Raskin slams Trump attorney comment about Kavanaugh as ‘New York mobsters’ mentality

Raskin slams Trump attorney comment about Kavanaugh as ‘New York mobsters’ mentality

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Rep. Jamie Raskin (D-Md.) slammed a comment by former President Trump’s lawyer where she insinuated Supreme Court Justice Brett Kavanaugh will “step up” when it comes to the the former president’s ballot cases, claiming it shows a “New York mobsters” mentality.

“Well, this is the way that New York mobsters think about judges,” Raskin told MSNBC Friday. “‘Yeah, we own that one. We own that one. Get in that court. That guy’s in our pocket.’ And for fascists and authoritarian parties and movements, the law is really not what you know, but it’s who you know. And it’s always better for them to know the judge than to know the law.”

“But to know the law here is to understand that Donald Trump is disqualified,” he added in the interview highlighted by Mediaite, just hours after the Supreme Court agreed to take up the case.

Colorado’s Supreme Court ruled in December that Trump was disqualified from the state’s primary ballot under the 14th Amendment’s insurrection clause. The court affirmed that the former president violated the clause — which prohibits those that take an oath of office from rebelling against the government — by inflaming his supporters with false claims of election fraud and directing them to the Capitol on Jan. 6, 2021.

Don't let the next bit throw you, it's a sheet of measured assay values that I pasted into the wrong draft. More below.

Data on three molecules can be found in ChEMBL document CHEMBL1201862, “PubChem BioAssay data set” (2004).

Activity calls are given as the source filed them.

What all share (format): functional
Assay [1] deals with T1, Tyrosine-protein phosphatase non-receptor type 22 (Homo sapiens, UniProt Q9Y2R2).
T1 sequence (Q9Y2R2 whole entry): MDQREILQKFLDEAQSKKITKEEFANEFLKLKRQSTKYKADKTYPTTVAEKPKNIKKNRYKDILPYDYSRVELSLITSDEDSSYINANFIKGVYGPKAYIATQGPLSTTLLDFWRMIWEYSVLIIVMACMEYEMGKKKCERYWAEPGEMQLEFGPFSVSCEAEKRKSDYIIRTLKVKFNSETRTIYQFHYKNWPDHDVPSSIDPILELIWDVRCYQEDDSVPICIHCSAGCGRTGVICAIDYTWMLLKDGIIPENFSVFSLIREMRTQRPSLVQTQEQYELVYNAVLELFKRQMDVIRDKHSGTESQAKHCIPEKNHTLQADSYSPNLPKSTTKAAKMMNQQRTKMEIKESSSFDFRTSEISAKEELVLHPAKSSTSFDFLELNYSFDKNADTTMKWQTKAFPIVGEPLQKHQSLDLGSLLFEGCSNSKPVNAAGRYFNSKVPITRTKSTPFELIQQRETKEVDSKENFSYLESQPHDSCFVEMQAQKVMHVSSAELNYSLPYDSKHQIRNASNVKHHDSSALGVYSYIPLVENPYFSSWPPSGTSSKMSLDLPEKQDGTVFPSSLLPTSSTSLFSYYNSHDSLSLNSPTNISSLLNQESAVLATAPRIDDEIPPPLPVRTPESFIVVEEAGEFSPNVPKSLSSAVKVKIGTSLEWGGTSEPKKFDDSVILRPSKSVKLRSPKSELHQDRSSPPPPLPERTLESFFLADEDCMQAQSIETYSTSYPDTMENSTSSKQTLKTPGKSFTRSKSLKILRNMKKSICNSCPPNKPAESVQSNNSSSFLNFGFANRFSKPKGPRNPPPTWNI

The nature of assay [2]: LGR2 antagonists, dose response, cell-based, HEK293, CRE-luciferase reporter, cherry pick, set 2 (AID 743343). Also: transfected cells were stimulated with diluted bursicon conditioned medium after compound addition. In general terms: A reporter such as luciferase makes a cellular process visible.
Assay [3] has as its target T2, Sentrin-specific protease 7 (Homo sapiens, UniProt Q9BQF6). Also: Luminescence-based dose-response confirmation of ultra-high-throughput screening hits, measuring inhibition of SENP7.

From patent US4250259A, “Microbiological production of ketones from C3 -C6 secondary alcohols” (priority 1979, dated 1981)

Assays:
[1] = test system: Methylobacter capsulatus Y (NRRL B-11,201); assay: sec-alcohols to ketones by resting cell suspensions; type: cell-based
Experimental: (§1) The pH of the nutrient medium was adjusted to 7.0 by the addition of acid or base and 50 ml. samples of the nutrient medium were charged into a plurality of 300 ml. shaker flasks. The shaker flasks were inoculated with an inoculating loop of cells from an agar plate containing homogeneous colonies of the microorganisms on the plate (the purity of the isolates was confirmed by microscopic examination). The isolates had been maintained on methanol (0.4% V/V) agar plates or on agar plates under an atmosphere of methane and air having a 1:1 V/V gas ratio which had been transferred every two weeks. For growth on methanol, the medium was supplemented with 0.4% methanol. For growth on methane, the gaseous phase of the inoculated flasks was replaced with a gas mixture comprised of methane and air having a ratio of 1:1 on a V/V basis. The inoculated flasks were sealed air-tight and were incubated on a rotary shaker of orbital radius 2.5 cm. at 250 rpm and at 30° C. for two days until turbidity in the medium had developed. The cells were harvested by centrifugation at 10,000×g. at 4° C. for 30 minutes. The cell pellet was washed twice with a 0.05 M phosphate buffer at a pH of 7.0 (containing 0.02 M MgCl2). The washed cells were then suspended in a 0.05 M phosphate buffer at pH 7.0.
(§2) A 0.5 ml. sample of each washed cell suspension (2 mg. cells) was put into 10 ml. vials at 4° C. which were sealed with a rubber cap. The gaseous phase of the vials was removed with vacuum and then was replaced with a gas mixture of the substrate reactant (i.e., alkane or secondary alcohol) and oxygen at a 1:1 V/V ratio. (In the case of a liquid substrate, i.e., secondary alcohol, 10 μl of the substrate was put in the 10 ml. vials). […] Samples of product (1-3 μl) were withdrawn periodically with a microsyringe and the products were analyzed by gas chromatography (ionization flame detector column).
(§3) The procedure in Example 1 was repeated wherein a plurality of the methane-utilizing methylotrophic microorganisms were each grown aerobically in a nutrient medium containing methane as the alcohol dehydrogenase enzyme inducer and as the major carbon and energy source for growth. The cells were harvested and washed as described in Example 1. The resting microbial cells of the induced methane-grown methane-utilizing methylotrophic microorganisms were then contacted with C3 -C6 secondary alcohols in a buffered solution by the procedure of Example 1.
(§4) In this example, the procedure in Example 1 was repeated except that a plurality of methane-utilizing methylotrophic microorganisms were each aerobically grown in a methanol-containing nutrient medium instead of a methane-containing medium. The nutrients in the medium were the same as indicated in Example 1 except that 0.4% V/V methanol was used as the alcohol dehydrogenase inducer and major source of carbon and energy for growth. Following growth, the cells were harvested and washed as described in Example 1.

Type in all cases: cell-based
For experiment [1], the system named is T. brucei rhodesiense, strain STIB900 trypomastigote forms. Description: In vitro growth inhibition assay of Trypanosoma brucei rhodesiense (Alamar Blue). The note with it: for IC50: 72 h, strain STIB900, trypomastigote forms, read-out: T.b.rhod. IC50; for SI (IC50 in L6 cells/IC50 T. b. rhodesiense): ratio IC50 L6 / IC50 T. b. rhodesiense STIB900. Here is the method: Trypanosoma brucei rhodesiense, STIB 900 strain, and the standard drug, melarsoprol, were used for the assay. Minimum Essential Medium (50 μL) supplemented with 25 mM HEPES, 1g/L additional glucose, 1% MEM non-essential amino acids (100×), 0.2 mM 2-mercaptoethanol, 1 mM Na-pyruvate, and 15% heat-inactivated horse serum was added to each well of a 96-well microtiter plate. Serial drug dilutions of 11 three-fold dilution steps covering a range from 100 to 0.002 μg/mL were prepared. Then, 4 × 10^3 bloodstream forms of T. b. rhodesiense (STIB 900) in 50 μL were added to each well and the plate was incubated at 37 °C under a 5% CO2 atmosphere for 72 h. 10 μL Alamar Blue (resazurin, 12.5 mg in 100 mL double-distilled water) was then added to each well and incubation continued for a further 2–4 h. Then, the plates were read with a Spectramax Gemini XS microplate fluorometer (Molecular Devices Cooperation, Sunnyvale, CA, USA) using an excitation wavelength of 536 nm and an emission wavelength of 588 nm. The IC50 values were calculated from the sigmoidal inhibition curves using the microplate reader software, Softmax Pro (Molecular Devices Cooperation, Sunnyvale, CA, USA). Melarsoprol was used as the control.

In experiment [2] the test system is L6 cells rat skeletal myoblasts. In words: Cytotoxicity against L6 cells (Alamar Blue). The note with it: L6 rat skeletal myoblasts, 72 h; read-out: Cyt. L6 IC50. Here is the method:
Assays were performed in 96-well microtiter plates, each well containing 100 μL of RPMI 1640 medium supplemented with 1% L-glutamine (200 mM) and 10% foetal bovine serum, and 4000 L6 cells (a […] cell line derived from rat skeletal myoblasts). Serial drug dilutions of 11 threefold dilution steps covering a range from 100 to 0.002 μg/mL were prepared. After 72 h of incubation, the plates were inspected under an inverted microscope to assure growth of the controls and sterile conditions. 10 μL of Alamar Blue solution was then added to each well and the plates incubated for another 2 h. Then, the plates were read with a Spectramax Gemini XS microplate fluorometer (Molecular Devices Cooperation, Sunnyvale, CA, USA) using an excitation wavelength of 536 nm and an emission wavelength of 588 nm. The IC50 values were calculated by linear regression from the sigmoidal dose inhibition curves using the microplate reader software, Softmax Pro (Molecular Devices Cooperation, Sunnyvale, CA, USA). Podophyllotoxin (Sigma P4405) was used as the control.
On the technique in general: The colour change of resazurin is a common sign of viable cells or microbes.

Trump’s campaign appealed the decision to the U.S. Supreme Court on Wednesday, setting up what will likely be a fiery battle running parallel to the 2024 election.

“I think it should be a slam dunk in the Supreme Court. I have faith in them,” Trump attorney Alina Habba told Fox News’s Sean Hannity a day before the high court agreed to hear the case. “You know, people like Kavanaugh, who the president fought for, who the President went through how to get into place, he’ll step up.”

Raskin also blasted Republicans that have called the Colorado and subsequent Maine decisions to remove Trump from the ballot “undemocratic.”

“There’s nothing undemocratic about it, which is what I keep hearing from, you know, the far precincts of the right,” he argued Friday.

“It’s no more undemocratic than saying that you’ve gotta be 35 years old to be president, which means that there are a lot of qualified Democrats and Republicans and independents who simply can’t run because they’re not qualified under the Constitution — just like a lot of people born abroad don’t meet the native birth qualification,” he added.

The Supreme Court is expected to hear oral arguments in the Colorado case on Feb. 8.

Dozens of other states have also challenged Trump’s eligibility under the 14th Amendment though many have been rejected by lower courts.

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